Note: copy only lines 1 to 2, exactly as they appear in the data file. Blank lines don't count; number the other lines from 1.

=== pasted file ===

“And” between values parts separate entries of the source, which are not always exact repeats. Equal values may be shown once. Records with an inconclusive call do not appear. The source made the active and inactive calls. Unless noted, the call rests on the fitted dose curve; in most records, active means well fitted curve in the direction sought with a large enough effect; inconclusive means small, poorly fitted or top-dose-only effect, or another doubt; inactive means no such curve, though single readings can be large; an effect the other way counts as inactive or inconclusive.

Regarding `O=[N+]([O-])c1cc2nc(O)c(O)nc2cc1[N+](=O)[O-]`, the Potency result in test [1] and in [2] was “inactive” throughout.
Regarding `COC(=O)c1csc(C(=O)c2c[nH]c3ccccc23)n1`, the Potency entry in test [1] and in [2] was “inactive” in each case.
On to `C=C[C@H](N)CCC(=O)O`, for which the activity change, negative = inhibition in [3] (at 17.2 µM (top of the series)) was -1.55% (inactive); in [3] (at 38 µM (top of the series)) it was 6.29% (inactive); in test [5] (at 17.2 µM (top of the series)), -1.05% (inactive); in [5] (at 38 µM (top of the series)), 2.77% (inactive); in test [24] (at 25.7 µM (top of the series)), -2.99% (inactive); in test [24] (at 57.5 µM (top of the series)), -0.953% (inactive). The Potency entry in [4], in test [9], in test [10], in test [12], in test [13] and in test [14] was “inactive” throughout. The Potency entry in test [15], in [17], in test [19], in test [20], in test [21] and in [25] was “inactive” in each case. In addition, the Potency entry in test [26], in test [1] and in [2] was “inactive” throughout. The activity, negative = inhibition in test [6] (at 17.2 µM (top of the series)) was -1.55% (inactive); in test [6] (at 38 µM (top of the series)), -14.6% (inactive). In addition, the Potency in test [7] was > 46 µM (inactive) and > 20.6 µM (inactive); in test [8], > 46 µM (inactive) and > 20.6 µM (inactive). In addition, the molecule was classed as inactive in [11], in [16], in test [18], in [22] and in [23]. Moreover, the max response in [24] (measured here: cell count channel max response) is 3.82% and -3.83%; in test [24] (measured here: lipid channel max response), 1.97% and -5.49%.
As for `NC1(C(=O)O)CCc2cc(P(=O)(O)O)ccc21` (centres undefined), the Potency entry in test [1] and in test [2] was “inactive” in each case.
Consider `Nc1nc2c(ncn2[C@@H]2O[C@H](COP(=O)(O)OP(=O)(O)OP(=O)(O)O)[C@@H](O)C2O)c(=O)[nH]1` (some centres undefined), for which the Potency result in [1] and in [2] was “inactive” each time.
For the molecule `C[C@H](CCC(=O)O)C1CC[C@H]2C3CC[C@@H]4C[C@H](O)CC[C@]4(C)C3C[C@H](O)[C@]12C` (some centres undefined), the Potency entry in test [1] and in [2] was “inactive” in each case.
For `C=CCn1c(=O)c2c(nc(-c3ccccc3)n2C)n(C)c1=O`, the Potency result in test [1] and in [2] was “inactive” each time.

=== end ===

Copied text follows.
“And” between values parts separate entries of the source, which are not always exact repeats. Equal values may be shown once. Records with an inconclusive call do not appear. The source made the active and inactive calls. Unless noted, the call rests on the fitted dose curve; in most records, active means well fitted curve in the direction sought with a large enough effect; inconclusive means small, poorly fitted or top-dose-only effect, or another doubt; inactive means no such curve, though single readings can be large; an effect the other way counts as inactive or inconclusive.

Regarding `O=[N+]([O-])c1cc2nc(O)c(O)nc2cc1[N+](=O)[O-]`, the Potency result in test [1] and in [2] was “inactive” throughout.